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A column by Fran Crawford
Published in The Territorial Dispatch
February 20, 2000

A full time RVer must eliminate possessions that have taken a lifetime to accumulate.

It seems to me there are some things a person who lives in a house with no wheels, could learn from full time RVers. Even if you plan to live out the rest of your life where you are now, I bet you have more 'stuff' than you need.

A full time RVer must eliminate possessions that have taken a lifetime to accumulate... furniture and household goods, souvenirs, photographs, paperwork, mementos from your youth as well as your youngster's childhood, knickknacks ...and way, way too many shoes.

Spring is just around the corner and 'spring cleaning' seems to be an age-old American custom. Turn the mattress. Fluff the pillows. Shake out the blankets. Hose out the garage. Sort out the attic (or basement).

If you are a first class, award winning pack rat... like I am... you may discover the meaning of frustration. I even have stuff from my parents' home. Guess I thought if it was important to them I owed it to them to keep it! They're probably having a big chuckle over that.

If you live in a 'foundation house' and can fit both cars in your garage and still get to the washer and dryer my hat is off to you ... and you may stop reading this now. If you can't even get to the second frig for a cold beer... continue. You are not alone.

Downsizing from the remains of two retail stores and a 27-year, 4-kid home to a 32' fifth wheel was frustrating in progress, but I found the end result to be a great feeling of freedom.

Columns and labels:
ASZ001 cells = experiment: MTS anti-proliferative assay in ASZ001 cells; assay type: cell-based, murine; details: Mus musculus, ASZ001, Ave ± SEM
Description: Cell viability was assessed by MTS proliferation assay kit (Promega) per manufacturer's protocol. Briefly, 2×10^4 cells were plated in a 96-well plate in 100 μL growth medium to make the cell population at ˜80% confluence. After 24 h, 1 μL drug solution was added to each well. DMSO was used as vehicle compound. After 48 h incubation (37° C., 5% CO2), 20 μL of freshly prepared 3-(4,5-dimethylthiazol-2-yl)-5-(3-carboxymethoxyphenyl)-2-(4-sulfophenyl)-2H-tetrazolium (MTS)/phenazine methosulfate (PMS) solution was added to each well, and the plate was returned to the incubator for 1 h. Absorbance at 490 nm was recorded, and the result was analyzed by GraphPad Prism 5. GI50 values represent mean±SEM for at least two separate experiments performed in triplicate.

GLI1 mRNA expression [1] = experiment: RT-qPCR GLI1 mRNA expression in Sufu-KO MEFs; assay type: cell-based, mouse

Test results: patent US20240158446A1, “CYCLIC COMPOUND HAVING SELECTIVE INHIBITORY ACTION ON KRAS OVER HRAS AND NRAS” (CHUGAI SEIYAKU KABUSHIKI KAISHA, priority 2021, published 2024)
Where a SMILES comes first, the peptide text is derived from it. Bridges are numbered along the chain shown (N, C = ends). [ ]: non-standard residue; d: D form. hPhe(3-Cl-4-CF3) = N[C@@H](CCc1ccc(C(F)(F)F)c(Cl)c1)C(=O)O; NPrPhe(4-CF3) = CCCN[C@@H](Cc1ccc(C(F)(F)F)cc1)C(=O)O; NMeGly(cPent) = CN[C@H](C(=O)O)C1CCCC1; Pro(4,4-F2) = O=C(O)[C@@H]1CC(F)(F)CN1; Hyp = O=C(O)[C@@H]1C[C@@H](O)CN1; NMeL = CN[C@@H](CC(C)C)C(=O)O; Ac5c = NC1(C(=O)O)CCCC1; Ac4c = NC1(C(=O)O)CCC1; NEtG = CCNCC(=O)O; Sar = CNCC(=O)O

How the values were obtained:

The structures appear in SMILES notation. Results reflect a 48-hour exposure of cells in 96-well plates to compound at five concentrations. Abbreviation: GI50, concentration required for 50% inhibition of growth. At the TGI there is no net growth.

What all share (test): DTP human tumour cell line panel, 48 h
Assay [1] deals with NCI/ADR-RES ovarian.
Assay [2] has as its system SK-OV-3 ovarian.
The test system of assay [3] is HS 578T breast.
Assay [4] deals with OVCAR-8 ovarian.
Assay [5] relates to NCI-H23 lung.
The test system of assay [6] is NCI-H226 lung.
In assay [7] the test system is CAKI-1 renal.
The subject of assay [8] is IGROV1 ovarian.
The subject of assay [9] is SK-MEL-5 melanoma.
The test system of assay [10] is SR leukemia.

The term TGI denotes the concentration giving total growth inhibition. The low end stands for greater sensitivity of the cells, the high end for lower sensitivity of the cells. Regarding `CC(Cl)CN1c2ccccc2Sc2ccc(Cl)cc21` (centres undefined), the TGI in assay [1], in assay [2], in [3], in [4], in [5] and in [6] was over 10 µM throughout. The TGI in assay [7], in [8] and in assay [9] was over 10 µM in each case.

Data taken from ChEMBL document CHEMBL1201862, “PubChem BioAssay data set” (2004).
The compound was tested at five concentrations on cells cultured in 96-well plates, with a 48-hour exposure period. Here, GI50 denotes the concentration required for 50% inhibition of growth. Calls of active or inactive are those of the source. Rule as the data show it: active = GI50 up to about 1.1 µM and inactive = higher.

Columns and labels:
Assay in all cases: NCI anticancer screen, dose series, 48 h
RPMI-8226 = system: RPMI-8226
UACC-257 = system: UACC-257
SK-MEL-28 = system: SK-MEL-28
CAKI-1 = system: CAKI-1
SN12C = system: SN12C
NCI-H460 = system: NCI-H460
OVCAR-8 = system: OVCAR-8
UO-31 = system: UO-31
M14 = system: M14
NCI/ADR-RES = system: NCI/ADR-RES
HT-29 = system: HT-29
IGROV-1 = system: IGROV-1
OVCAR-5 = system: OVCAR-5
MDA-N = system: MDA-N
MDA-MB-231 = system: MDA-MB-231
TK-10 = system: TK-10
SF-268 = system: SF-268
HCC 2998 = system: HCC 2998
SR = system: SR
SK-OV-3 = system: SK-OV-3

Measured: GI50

Eliminating stuff in a regular house doesn't have to be as extreme, but a certain amount of downsizing as you move along through life could be the greatest gift you can give your heirs. It will spare them doing it.

Unless you are truly psychic you don't know what will be valuable to future generations. Sure, I wish I'd saved that Superman comic that's worth a million... I'm sure I had one! But even if I could dig it out of my attic, could I find someone who would give me a million bucks for it?

"Oh," they'd say, "the corner of the back cover is torn off. I can only give you ten bucks for it!"

It's hard to let go of the past, but it is GONE forever. The future is where we are headed.

Keep meaningful things that bring back good memories ...and photographs of family and friends.

'Out of sight, out of mind' works for you here, so if you have stuff you want/need to remember get out the camera. Video tape or photograph things you don't use and have just stored away. You can look at the tape and remember stuff without having to worry if mice or termites have destroyed them.

Seriously consider what your kids would do with your stuff if you died today?

Books accumulate and are hard to eliminate. You always plan to read more than you do. Ask yourself if you can find the information on the internet, or if you can get the book from the library when you finally have time to read it. Make a list of those you want to read some day and donate your books to the library or if they are art/craft books, to the Arts Council.

Stop when you are tired sorting and beginning to 'save' more stuff than you unload. You can get back to it later. Don't rent a storage place for stuff you don't use or have room to save. Those places are for storing stuff you will use in the bigger house you plan to get in the future.

Remember, when you downsize you are no longer responsible for what you have eliminated. Think about this... remember the flood threat of the late '90s. We all had to evacuate. Some of us sat up in the foothills stressing about what would happen to our 'stuff' if the levee broke. Others of us who had downsized into full time RVers hitched up our houses and were living in them with no stress about what could happen to our possessions.

The prize for downsizing is the feeling of great freedom you get. Feelin' good is easy when you aren't responsible for dragging your entire life's baggage with you, up the road to the future. Experience the freedom!

--Fran C. Crawford ©2000

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